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Daditude: The Agony of Defeat

Why kids may have to lose sometimes to learn what it means to win

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The last time you played hoops with your kid, did you miss your shot on purpose? How about letting him win the board game? It may be time to rethink that strategy and enjoy a parental victory now and again.
The Agony of Defeat

You’re playing Monopoly with your child, or maybe it’s one-on-one basketball—anything competitive, really. At some point in the game, your child’s seemingly innate drive to win kicks in. The only thing on your mind is that beating him would be a disaster. And you, dear parent, are then faced with a choice: Do you intentionally let him win and give him bragging rights until the next match, or do you let the game unfold naturally—which, let’s face it, means you’re going to win easily—and deal with your child’s subsequent disappointment and frustration?

On the surface, that call is easy, especially if your kid is three, or four, or five, and she’s old enough to play—and care who wins—but is not skilled enough to actually beat you.

It gets trickier later on. There’s more than just momentary emotion at stake—there are life lessons to be taught, so your decision has ramifications.

Letting your child win time after time instills in her a false sense of superiority. It can reduce her drive to work harder. It is exactly what experts advise avoiding, lest our children assume they really are the greatest artist or athlete the world has ever seen and stop trying to improve their performance.

Send a child who’s never experienced defeat into the world and he will be crushed by his inevitable failure to live up to the amazing string of victories he recorded at home. Sorry, kid, you’re not really  the next LeBron James…except in your own backyard.

Put like that, you may want to reconsider throwing whatever game you happen to be playing. She’ll get over the tears and still love you just as much— even if she is sore about losing. Learning how to lose without the loss crushing the spirit, and how to use disappointment as motivation, is essential for instilling in your child grit and resilience, traits that researchers have increasingly focused on as essential to lifelong success. We all could stand a little friendly competition to help us to find within ourselves strength and ability we didn’t know we had. But decisions in real life aren’t as easy as decisions in theory.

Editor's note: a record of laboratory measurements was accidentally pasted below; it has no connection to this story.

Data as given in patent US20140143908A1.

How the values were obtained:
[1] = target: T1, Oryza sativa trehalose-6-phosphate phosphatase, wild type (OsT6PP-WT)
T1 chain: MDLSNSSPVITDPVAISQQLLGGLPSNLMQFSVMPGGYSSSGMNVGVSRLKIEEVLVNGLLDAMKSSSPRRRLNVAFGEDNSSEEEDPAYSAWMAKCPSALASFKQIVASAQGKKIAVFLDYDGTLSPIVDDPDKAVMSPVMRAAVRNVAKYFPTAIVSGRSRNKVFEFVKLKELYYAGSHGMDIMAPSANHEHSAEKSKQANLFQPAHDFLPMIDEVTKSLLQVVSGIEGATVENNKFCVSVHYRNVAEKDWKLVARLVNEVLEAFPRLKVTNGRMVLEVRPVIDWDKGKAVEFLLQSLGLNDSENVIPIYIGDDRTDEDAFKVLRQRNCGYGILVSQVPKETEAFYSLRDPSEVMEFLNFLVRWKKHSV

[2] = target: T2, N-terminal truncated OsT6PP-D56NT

Perhaps there’s a better way. Play without keeping score—fun for fun’s sake, no winners, no losers. Or turn his competitive spirit inward by putting the focus on improving his abilities or his strategic thinking. That may be all you need to initiate his quest for self-improvement rather than drive to beat the pants off you and brag about his superiority all afternoon.

But that doesn’t mean you can’t throw the occasional game her way. You know your child and you know the situation. There is a time for life lessons and a time for living in the moment. Life is not an absolute choice between one or the other. As long as you strike the right note most of the time, over the course of the days and years, she’ll be OK. Just make sure you are, overall, instilling in her an ability to weather defeat—to lose without lashing out at her opponent and to use loss as motivation to do better next time.

Whatever you decide, just remember: your child will grow up, improve, and hopefully still enjoy competing against you at sports, board games, or whatever else you love to do together. But one day, he may be the one deciding whether to take pity and throw a game or two your way so you’re not feeling quite so bad about not being able to keep pace with the talented, driven child who’s not a kid anymore.

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As we approach the holiday season, what’s your kids’ favorite way to communicate with Grandma and Grandpa—whether or not they live nearby?

Parents Talk Back
As we approach the holiday season, what’s your kids’ favorite way to communicate with Grandma and Grandpa—whether or not they live nearby?
In-person visits.
68% (36 votes)
Skype or FaceTime.
19% (10 votes)
Calls via cell phones or landlines.
6% (3 votes)
Handwritten cards and letters.
8% (4 votes)
Total votes: 53